Tuesday, September 22, 2009

A Father-to-be's Lullaby

My wife is due with our first baby in January. We are excited, to say the least.

NFI's president, Roland Warren, is fond of saying that, during the mom's pregnancy, "Fathers need to 'birth their child in their mind.'" While my wife goes through all of these dramatic physical changes and feels the baby move and kick, I have to find more creative ways to prepare for my baby's birth.

One method that I have found to be very helpful is to play music at night for the baby. The baby is at a stage of development where he/she can hear what is happening outside the womb. Our CD of choice has been an album that National Fatherhood Initiative recognized at the 2003 Fatherhood Awards Gala - Golden Slumbers: A Father's Lullaby.

Brothers Dave and Jeff Koz created the album as a tribute to new dads and to give them a way to bond with their newborns - and help them sleep! Well, it has worked great for this father-to-be, as well.

NFI gave Dave and Jeff a Fatherhood Award for their work on this special album, and now it is helping me bond with my soon-to-be-born baby. If you have an infant or a pregnant wife, I highly recommend this CD!

Does anyone have ideas to share about bonding with your baby during pregnancy?


  1. Honestly, I think that for a dad, bonding with a baby during pregnancy is a tall order. As was my experience, and as Michael Lewis described in an NPR interview for his recent fatherhood book ("Home Game" -- my riff on it here: http://dadtoday.blogspot.com/2009/06/how-dad-falls-in-love.html), for most dads, the falling in love happens once you actually meet the little tykes - and even then not exactly a love at first sight, but a steady steady steady until all of a sudden you are ready to jump in front of a bus.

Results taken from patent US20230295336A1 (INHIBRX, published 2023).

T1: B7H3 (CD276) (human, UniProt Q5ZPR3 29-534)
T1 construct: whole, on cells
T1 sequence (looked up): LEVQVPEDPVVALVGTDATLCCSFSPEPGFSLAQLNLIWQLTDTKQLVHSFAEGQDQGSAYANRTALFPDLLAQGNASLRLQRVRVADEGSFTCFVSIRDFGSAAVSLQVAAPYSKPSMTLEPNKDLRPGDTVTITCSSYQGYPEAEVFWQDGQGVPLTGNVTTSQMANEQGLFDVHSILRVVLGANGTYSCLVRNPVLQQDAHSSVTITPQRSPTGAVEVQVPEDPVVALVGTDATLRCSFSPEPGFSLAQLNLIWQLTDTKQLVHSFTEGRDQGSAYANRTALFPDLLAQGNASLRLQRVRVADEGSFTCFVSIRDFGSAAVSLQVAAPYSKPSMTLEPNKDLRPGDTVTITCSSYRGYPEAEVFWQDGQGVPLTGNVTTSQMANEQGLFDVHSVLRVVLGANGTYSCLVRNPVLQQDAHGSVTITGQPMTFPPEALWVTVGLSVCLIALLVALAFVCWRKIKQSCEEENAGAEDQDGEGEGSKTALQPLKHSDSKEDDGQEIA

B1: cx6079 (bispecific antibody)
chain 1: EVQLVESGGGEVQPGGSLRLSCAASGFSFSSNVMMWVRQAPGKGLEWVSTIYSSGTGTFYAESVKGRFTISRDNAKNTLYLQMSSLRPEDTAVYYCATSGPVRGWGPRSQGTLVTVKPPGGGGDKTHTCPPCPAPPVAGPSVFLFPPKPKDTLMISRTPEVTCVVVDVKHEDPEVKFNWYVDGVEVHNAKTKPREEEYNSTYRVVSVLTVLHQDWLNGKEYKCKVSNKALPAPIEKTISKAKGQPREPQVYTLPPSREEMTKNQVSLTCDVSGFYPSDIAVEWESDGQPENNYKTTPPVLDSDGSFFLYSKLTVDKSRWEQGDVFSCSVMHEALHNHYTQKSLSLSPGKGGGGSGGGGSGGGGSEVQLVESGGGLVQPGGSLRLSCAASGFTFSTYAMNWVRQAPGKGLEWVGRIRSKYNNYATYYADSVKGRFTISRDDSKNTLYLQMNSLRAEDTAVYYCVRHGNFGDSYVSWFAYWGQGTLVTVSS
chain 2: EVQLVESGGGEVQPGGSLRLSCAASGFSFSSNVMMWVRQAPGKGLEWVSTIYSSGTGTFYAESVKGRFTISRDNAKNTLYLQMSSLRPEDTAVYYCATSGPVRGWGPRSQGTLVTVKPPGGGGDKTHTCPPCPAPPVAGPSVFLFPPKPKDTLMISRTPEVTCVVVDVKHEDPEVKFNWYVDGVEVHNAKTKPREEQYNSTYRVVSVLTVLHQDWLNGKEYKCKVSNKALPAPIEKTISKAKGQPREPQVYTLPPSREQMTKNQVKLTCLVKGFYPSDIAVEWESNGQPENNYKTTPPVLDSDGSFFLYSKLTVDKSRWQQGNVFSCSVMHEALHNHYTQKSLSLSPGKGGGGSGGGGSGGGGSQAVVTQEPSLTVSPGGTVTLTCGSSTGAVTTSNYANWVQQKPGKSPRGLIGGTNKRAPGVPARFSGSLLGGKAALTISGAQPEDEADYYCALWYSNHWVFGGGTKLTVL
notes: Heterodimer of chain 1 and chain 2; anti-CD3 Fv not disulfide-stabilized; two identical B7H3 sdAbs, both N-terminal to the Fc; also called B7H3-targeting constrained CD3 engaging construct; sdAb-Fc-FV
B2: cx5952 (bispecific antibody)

As far as "birthing a child with your mind" - I don't know quite what that's supposed to mean. But for me, the most helpful thing I did preparing for our first (and STRESSED OUT!), was to call together a group of dads I love and admire one night well into my wife's eighth month. I fed them dinner and asked them all to feed me stories about becoming and being dads. Not tips. Not advice. Not tactics. Not lamaze class visualizations. Just stories -- the ones that began, "my wife's water broke, and then..."

    Listening to those stories was the only thing that (at last and just in time) put me into the dad head space, and gave me confidence I could do it.

  2. Stefan,
    Thanks for the thoughtful comment. As for the saying, "birthing your child in your mind," I think you actually hit it on the head yourself with the things you did to prepare (talking to a group of dads) for your baby's arrival.

    It simply means going through SOME emotional/mental process to prepare for the baby's arrival since dads can't go through it physically like moms can.



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